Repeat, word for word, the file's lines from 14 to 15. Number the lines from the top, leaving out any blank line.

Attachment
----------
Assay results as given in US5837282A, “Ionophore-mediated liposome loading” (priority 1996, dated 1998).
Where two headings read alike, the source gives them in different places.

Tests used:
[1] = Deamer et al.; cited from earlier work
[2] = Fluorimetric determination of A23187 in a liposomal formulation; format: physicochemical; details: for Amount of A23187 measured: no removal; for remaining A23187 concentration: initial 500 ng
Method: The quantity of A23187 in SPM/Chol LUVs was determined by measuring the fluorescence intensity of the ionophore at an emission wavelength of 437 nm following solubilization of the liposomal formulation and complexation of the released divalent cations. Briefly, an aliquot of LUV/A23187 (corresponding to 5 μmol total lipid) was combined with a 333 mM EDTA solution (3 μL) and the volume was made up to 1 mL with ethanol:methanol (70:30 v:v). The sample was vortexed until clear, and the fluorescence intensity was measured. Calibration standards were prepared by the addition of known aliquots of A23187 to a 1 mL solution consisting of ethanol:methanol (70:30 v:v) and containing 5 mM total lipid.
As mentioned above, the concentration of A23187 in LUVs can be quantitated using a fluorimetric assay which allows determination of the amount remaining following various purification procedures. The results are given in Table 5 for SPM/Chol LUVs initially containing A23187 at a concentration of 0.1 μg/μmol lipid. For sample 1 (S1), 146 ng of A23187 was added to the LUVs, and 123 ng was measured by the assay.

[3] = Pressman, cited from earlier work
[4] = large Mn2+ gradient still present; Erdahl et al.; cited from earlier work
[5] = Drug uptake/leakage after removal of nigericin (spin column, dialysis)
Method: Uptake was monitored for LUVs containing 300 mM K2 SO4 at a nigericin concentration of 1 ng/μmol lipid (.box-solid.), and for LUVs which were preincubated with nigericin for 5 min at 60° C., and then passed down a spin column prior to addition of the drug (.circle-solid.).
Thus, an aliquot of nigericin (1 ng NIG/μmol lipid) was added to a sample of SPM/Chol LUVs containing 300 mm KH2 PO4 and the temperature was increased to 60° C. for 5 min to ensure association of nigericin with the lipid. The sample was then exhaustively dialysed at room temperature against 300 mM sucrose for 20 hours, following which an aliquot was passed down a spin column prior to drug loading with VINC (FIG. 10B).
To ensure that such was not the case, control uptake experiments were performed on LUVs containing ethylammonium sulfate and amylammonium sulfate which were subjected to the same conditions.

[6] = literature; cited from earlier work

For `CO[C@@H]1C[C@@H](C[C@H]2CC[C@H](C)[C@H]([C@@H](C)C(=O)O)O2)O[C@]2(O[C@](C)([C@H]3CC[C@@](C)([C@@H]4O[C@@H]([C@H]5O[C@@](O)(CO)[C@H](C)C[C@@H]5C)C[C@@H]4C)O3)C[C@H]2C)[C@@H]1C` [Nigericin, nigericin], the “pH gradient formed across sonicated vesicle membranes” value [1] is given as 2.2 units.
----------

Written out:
[6] = literature; cited from earlier work

For `CO[C@@H]1C[C@@H](C[C@H]2CC[C@H](C)[C@H]([C@@H](C)C(=O)O)O2)O[C@]2(O[C@](C)([C@H]3CC[C@@](C)([C@@H]4O[C@@H]([C@H]5O[C@@](O)(CO)[C@H](C)C[C@@H]5C)C[C@@H]4C)O3)C[C@H]2C)[C@@H]1C` [Nigericin, nigericin], the “pH gradient formed across sonicated vesicle membranes” value [1] is given as 2.2 units.